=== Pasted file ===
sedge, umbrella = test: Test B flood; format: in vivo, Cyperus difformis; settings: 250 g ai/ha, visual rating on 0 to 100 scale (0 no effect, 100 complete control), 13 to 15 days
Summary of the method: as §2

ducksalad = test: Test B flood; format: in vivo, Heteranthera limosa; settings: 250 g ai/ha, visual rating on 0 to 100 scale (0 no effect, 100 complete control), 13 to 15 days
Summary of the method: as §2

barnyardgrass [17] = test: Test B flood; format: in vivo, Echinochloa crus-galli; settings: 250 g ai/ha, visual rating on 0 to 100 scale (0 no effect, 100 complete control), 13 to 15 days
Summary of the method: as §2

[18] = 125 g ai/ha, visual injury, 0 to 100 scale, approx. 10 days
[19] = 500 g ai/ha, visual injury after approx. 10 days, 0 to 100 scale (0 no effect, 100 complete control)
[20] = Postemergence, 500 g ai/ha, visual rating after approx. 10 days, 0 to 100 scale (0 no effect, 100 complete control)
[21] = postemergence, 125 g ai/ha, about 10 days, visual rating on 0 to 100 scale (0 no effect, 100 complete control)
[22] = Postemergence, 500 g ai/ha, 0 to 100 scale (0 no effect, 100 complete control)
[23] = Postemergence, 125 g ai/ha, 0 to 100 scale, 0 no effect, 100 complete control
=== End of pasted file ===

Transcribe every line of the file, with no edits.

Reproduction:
sedge, umbrella = test: Test B flood; format: in vivo, Cyperus difformis; settings: 250 g ai/ha, visual rating on 0 to 100 scale (0 no effect, 100 complete control), 13 to 15 days
Summary of the method: as §2

ducksalad = test: Test B flood; format: in vivo, Heteranthera limosa; settings: 250 g ai/ha, visual rating on 0 to 100 scale (0 no effect, 100 complete control), 13 to 15 days
Summary of the method: as §2

barnyardgrass [17] = test: Test B flood; format: in vivo, Echinochloa crus-galli; settings: 250 g ai/ha, visual rating on 0 to 100 scale (0 no effect, 100 complete control), 13 to 15 days
Summary of the method: as §2

[18] = 125 g ai/ha, visual injury, 0 to 100 scale, approx. 10 days
[19] = 500 g ai/ha, visual injury after approx. 10 days, 0 to 100 scale (0 no effect, 100 complete control)
[20] = Postemergence, 500 g ai/ha, visual rating after approx. 10 days, 0 to 100 scale (0 no effect, 100 complete control)
[21] = postemergence, 125 g ai/ha, about 10 days, visual rating on 0 to 100 scale (0 no effect, 100 complete control)
[22] = Postemergence, 500 g ai/ha, 0 to 100 scale (0 no effect, 100 complete control)
[23] = Postemergence, 125 g ai/ha, 0 to 100 scale, 0 no effect, 100 complete control